Nigerians Frustrated Ahead Of Election

Credit: RayBay/Unsplash

Fuel and cash shortages have caused frustration and anger among Nigerians ahead of the election. The shortages have caused long lines and increased prices, making it difficult for people to access the resources they need. The situation has added to the already high levels of tension in the country as the election approaches. It is important for the government and relevant authorities to take steps to address the shortages and ensure that citizens have access to the resources they need.

Fuel lines

Nigeria produces some of the most crude oil in Africa, but because its outdated refineries have minimal refining capability, it must import petroleum from Europe and other places, which leads to frequent fuel lines.

Around fifty individuals are gathered outside a bank on the opposite side of the street, and new people are constantly entering the group.

Alexander Okwori is attempting, like everyone else, to obtain some of the new banknotes introduced in October to replace the old naira; the deadline for the exchange was January 31.

New notes

However, just a few banks were dispersing the new notes days before the deadline, depriving many Nigerians—who are largely impoverished and lack bank accounts—of access to cash.

The government backed down and agreed to extend the deadline to February 10 but many banks were still unable to issue the new notes on Tuesday.

“No ATMs are dispensing cash. I visited ten banks, but there are no new notes,” said Okwori, who is concerned about how he will pay for the day’s worth of food.

He’s so furious now that he won’t be casting his ballot on February 25.

“I have to stand in line once more to obtain my PVC (voting card). what reason? The 21-year-old claimed that all politicians had similar traits.”

Bola Tinubu of the president’s ruling party and Atiku Abubakar of the main opposition party are the two leading contenders fighting to succeed Buhari.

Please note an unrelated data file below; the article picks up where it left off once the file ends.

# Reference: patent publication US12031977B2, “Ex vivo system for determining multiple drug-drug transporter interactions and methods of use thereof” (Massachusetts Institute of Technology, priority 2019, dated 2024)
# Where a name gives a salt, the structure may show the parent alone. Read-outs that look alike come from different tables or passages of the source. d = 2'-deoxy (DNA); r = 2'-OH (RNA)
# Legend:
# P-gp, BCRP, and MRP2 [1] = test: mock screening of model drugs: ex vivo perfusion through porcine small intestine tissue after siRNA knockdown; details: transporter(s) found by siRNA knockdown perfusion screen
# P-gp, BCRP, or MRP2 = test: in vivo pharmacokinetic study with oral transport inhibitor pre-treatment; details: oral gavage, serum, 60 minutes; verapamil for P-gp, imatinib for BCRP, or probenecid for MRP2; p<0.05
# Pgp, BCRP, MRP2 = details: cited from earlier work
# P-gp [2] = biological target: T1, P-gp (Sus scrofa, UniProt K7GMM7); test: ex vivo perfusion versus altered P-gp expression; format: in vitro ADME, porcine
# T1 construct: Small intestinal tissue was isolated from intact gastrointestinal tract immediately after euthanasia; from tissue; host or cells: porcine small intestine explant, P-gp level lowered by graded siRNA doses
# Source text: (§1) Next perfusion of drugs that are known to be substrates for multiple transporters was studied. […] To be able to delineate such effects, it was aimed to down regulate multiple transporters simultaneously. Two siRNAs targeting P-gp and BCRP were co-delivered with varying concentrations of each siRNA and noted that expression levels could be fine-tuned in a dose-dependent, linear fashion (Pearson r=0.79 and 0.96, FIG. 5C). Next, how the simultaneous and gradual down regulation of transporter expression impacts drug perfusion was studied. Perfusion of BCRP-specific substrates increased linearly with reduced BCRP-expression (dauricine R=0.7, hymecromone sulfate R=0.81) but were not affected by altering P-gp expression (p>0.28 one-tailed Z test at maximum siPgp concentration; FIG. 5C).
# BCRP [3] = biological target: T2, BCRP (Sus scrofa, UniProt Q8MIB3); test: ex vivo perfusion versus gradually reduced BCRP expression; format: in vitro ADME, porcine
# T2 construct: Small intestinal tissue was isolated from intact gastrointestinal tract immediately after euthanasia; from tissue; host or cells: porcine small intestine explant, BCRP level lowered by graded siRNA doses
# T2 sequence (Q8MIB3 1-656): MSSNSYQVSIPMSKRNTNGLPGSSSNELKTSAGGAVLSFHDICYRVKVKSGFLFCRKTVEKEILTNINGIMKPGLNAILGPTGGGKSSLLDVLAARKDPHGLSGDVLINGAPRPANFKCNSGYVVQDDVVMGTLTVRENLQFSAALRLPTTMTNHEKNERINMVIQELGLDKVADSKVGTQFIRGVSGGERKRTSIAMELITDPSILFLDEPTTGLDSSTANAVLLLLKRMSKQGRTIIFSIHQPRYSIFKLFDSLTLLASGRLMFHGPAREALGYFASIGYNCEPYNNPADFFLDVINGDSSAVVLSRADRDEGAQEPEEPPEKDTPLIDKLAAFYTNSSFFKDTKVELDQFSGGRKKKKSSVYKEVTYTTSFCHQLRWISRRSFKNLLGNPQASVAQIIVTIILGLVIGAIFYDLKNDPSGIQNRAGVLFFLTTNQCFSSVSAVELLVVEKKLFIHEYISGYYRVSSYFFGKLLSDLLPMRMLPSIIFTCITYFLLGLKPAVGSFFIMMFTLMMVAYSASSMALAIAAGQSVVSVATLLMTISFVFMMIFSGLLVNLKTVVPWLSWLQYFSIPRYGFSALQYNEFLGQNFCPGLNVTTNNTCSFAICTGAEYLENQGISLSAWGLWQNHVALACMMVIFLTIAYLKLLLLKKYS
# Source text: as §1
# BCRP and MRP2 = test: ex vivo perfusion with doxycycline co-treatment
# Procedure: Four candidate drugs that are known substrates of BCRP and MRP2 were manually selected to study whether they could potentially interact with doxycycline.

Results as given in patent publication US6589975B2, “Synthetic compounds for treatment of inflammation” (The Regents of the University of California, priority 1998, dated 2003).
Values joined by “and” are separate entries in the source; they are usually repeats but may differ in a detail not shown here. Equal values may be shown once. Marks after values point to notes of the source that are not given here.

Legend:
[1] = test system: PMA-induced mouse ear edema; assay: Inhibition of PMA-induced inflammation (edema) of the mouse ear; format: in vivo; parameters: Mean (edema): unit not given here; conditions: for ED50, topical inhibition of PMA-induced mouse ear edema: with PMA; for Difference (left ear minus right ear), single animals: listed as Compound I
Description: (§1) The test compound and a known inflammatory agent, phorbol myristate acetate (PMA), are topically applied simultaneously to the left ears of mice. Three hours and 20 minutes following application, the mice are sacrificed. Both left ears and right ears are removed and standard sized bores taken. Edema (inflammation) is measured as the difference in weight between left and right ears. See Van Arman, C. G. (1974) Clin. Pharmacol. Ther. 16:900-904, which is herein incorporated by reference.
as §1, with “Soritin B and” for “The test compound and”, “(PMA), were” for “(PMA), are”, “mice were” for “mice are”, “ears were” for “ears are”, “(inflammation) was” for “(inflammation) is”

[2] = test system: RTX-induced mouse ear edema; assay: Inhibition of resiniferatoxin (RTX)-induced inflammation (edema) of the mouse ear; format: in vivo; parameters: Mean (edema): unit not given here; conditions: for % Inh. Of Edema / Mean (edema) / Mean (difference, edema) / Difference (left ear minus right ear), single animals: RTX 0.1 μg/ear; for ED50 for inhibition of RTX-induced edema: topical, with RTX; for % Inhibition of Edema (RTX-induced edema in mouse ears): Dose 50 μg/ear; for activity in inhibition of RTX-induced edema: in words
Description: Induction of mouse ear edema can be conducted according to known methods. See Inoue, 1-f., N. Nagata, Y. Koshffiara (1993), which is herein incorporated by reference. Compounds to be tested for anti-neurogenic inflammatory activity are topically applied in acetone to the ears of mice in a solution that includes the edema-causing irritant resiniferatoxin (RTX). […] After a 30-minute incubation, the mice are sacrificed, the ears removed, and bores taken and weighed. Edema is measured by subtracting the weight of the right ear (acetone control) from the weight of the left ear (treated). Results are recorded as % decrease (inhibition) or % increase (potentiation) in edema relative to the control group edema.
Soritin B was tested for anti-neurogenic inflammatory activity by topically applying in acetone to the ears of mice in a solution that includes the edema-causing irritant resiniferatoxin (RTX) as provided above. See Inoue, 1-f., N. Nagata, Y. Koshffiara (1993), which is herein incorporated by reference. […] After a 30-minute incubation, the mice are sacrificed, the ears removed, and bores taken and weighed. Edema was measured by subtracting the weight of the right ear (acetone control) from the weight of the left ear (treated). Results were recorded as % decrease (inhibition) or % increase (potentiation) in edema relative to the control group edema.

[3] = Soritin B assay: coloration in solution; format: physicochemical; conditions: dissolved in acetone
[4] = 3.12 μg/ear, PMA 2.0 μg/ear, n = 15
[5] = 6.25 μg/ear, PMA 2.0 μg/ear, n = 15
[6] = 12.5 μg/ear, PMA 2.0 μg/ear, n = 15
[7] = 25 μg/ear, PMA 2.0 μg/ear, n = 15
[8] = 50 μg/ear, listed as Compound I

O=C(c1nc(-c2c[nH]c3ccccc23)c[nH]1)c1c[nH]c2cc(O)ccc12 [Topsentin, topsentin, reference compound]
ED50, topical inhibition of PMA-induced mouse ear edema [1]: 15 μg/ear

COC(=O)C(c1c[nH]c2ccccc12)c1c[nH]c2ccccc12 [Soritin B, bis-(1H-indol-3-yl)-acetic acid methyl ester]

The two are seasoned politicians who are wealthy and under suspicion of corruption by many voters.

What’s happening in Nigeria?

Vanessa Ifejitah and her children were stranded in their car for three hours while driving to school because of a traffic jam outside another gas station on Awolowo Road.

The mother of two exits her vehicle while donning an exquisite orange dress and begins yelling at the military personnel who are nearby.

Ifejitah yells, “You are the cause of our difficulties!” as she points to their car, which is blocking the way for other drivers. In an effort to solve the situation, she starts directing traffic herself.

“The queue is getting worse every day… I don’t know what is happening in Nigeria,” she says, getting back into her car, on the verge of tears. “My children are two hours late for school.”

Across the nation, anger is rising less than a month before election day.

Local media reported that protests about the fuel shortages broke out on Monday and Thursday, respectively, in Benin City and Warri in the south.

Anger-filled mobs also demonstrated against Buhari’s recent visit to Kano, the largest city in the north, blazing bonfires and throwing rocks at police in what is often one of the president’s strongholds.

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Source: Aljazeera


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